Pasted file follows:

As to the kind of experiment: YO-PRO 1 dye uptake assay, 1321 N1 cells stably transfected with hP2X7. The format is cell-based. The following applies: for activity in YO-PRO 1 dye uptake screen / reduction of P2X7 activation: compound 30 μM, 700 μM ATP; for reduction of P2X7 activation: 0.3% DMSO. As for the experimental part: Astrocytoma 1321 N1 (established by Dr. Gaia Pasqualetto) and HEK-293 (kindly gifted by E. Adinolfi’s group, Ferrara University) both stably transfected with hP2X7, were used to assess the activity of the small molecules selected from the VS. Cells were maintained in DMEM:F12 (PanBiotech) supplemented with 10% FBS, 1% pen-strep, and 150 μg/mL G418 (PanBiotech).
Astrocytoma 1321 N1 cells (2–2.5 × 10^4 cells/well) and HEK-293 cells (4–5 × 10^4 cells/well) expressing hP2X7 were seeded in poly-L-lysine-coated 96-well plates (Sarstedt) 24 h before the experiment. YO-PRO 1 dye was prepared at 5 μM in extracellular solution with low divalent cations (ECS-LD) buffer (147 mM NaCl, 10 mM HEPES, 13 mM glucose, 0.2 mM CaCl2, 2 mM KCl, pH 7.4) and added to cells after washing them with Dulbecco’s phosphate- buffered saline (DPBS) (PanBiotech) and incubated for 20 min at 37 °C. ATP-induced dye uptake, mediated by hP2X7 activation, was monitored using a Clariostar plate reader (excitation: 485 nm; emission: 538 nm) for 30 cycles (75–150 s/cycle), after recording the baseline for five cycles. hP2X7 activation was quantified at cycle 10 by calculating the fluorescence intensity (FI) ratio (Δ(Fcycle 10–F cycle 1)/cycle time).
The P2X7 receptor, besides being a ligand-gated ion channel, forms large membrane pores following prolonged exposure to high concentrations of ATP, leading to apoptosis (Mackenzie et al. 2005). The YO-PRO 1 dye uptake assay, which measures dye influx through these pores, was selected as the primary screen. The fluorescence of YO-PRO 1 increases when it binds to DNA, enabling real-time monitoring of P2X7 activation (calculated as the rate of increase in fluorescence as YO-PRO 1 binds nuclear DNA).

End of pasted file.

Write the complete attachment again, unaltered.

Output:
As to the kind of experiment: YO-PRO 1 dye uptake assay, 1321 N1 cells stably transfected with hP2X7. The format is cell-based. The following applies: for activity in YO-PRO 1 dye uptake screen / reduction of P2X7 activation: compound 30 μM, 700 μM ATP; for reduction of P2X7 activation: 0.3% DMSO. As for the experimental part: Astrocytoma 1321 N1 (established by Dr. Gaia Pasqualetto) and HEK-293 (kindly gifted by E. Adinolfi’s group, Ferrara University) both stably transfected with hP2X7, were used to assess the activity of the small molecules selected from the VS. Cells were maintained in DMEM:F12 (PanBiotech) supplemented with 10% FBS, 1% pen-strep, and 150 μg/mL G418 (PanBiotech).
Astrocytoma 1321 N1 cells (2–2.5 × 10^4 cells/well) and HEK-293 cells (4–5 × 10^4 cells/well) expressing hP2X7 were seeded in poly-L-lysine-coated 96-well plates (Sarstedt) 24 h before the experiment. YO-PRO 1 dye was prepared at 5 μM in extracellular solution with low divalent cations (ECS-LD) buffer (147 mM NaCl, 10 mM HEPES, 13 mM glucose, 0.2 mM CaCl2, 2 mM KCl, pH 7.4) and added to cells after washing them with Dulbecco’s phosphate- buffered saline (DPBS) (PanBiotech) and incubated for 20 min at 37 °C. ATP-induced dye uptake, mediated by hP2X7 activation, was monitored using a Clariostar plate reader (excitation: 485 nm; emission: 538 nm) for 30 cycles (75–150 s/cycle), after recording the baseline for five cycles. hP2X7 activation was quantified at cycle 10 by calculating the fluorescence intensity (FI) ratio (Δ(Fcycle 10–F cycle 1)/cycle time).
The P2X7 receptor, besides being a ligand-gated ion channel, forms large membrane pores following prolonged exposure to high concentrations of ATP, leading to apoptosis (Mackenzie et al. 2005). The YO-PRO 1 dye uptake assay, which measures dye influx through these pores, was selected as the primary screen. The fluorescence of YO-PRO 1 increases when it binds to DNA, enabling real-time monitoring of P2X7 activation (calculated as the rate of increase in fluorescence as YO-PRO 1 binds nuclear DNA).